"Consequences," the Doctor says, and repeats it, enunciating each syllable. "Con-se-quen-ces. Every decision, every action, has consequences." He begins to pace. "Causality is a complicated thing. The old cliche about dropping a pebble into a pond -- well, you probably don't know that one, but it's a terrible analogy. Causality is more like dropping a lorry-load of gravel into an ocean with all sorts of currents, on a planet with a dozen moons, and a dozen tides all swirling around each other." The Doctor moves around the small room as if caught in one of those tides, his gaze sweeping the walls, the floor, the ceiling. His eyes lock on one spot, halfway up the rear wall, as if he can see beyond it to the monsters beyond.
Maybe he can. Between Time Agency training, Torchwood and UNIT archives, and personal experience, Jack is probably the universe's leading expert on Time Lords. He has observed the best and the worst specimens of that ancient race. The one thing he is sure of is that his knowledge is woefully incomplete, especially when it comes to their psychic abilities.
Anaphu remains where he was placed, not moving a centimetre. His eyes track the Doctor's every movement. Jack steps sideways, carefully not touching Anaphu, but close enough that the boy can probably feel his body heat. He wants to offer reassurances, promise that everything will be fine. I can't lie to the kid. Maybe everything will be okay, but he can't shake the idea that saying so will jinx them.
"--can sometimes be delayed, but never avoided," the Doctor is saying. "You will reap the consequences of your crimes... eventually. "
"You do not know this," the Paequorix replies. "No one can know this."
"I can." The words are calm, quiet, and uninflected. "I'm a Time Lord. The timelines here are trivially easy to read. All of them lead to the collapse of your civilisation, and most to its utter destruction. Normally, I'd let events shape themselves, but too many innocents have suffered. It ends now."
"No," the Paequorix growls.
"Oh, yes," Jack growls back. "We are shutting you down."
"No more children will be sacrificed for your amusement," the Doctor says coldly. "Not one. Not from any world." He resumes pacing. "If you cooperate, I will do my best to help you."
"Help them? Doctor, are you crazy? Helping them is like spitting on the graves of--" Of the ones I loved. "--of their victims."
"They get one chance, Captain," the Doctor says, and the chill in his voice matches the cold of the room. It's a warning, though Jack isn't sure if it's aimed at the Paequorix or him.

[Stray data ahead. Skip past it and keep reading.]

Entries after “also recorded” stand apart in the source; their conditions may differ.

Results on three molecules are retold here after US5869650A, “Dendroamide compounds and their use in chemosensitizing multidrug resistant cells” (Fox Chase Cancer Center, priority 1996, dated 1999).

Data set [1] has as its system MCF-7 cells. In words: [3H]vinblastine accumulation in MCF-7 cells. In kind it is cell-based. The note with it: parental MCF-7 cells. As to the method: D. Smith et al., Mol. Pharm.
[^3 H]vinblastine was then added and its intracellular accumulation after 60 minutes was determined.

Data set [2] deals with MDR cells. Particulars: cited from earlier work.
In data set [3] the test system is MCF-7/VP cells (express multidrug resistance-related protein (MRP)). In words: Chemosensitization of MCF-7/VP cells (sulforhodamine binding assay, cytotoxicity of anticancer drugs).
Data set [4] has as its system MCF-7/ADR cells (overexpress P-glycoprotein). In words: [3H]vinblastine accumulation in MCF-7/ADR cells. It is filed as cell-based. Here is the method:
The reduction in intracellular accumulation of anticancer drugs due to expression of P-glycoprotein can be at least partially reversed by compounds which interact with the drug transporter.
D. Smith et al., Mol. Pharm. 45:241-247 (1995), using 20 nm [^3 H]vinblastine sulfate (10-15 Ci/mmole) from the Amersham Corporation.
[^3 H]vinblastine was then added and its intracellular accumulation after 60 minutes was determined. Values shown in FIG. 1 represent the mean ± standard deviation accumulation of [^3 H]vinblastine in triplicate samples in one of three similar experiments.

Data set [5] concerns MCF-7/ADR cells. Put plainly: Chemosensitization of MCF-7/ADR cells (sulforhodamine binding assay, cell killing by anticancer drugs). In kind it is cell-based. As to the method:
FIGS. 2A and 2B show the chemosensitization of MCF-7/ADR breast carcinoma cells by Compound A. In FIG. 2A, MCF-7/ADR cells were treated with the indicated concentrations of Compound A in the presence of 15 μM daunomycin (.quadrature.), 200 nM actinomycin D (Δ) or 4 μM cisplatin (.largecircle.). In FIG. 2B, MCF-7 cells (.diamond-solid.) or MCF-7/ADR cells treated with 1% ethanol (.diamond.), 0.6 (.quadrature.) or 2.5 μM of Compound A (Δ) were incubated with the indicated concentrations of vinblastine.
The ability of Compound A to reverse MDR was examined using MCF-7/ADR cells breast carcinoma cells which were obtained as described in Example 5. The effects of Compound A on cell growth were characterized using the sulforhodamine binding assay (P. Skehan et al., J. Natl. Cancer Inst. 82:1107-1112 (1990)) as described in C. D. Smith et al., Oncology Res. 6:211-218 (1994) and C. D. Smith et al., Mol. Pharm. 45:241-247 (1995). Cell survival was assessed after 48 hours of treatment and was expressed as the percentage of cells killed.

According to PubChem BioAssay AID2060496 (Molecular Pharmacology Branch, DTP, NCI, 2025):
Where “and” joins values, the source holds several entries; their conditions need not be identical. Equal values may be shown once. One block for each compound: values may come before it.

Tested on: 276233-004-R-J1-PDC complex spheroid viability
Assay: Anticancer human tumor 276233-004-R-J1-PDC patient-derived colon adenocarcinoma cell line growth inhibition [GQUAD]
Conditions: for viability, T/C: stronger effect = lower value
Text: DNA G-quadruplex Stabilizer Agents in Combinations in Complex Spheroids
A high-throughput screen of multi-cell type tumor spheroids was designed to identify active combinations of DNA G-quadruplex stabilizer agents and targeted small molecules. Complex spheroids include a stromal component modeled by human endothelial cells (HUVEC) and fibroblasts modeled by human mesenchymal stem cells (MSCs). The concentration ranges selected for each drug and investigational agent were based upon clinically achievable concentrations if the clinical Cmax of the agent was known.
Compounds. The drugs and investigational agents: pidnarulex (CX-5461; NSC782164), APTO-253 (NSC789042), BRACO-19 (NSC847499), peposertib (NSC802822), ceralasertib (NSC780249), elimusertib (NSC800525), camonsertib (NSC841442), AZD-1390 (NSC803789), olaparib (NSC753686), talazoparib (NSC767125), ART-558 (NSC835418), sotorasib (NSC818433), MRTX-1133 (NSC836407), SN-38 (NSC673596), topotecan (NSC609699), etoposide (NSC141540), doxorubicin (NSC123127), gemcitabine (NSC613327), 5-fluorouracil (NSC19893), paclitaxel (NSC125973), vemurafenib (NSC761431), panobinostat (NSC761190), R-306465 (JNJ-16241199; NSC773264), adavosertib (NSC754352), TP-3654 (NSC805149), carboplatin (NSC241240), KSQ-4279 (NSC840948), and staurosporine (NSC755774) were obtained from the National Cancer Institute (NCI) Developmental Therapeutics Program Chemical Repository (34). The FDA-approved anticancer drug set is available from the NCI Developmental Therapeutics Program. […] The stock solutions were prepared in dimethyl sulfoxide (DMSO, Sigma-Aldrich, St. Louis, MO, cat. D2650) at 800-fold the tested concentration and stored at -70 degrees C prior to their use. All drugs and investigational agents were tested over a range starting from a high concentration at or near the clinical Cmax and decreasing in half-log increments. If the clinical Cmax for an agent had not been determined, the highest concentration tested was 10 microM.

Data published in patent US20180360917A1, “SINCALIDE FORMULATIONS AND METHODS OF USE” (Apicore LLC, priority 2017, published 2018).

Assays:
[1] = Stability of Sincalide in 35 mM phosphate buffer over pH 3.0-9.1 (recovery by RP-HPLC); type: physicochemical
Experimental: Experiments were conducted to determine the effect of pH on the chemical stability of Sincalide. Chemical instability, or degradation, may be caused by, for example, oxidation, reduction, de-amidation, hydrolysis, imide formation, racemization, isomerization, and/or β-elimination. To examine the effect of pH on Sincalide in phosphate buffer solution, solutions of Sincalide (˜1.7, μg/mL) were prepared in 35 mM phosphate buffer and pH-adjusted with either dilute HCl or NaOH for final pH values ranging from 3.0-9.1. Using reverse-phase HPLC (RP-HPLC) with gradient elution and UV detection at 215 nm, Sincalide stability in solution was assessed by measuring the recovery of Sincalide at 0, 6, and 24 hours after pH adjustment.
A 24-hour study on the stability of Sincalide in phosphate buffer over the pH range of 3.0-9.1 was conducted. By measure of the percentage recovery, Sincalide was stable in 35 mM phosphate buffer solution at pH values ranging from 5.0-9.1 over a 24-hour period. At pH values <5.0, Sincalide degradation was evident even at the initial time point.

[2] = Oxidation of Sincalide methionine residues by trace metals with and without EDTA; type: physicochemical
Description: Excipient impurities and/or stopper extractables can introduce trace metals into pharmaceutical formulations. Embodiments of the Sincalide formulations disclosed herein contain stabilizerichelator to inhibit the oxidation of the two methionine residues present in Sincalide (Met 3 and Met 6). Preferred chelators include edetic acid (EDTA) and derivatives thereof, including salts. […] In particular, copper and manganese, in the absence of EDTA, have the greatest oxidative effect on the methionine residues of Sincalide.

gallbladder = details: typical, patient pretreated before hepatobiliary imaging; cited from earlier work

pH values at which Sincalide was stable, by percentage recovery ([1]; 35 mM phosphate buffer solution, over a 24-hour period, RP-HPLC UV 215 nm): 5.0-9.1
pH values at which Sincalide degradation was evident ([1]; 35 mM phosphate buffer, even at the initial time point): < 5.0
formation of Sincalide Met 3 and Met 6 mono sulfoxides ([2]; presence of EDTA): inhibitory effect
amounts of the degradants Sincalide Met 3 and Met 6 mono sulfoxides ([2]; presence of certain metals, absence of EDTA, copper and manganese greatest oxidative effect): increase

"We will do as we choose," the unseen monster says. "You can not hurt us."
The Time Lord shakes his head. "Consequences, remember? I have no intention of hurting you. I'm just going to make sure those consequences begin now. What happens to you and your people will be entirely your own fault."
"You will do nothing to us, and you will not leave this place." This statement is punctuated by a soft hissing sound.
Poison! "Doctor!" he shouts, but before he can complete his warning, the Doctor's hands emerge from his pockets. One holds his sonic screwdriver. A buzz and a flash of blue light, and the hissing stops abruptly. It's replaced by a louder pppssssttt and a cloud of white mist.
Anaphu is sure that he has never been this frightened in his life. Not when Laagun stole him, not even in the holding pen, when he learned about the fate that awaited him. The voice of the Devourer roars, and the Protector shouts, but that's not what frightens him. The Wise One stands in the centre of this tiny room, quietly pronouncing the doom of the Devourers and their world. Anaphu shudders, wondering how he could ever have thought that the Protector was the truly dangerous one of the pair.
"Doctor!" the Protector shouts again.
The Wise One holds up the white cylinder in his left hand. "No worries, Jack. A broad-spectrum antiviral in an inert dispersal agent -- and just a touch of apple-grass fragrance -- and all's well." He turns towards the door. "We really ought to be leaving, before our hosts think of some more party games they'd like to play."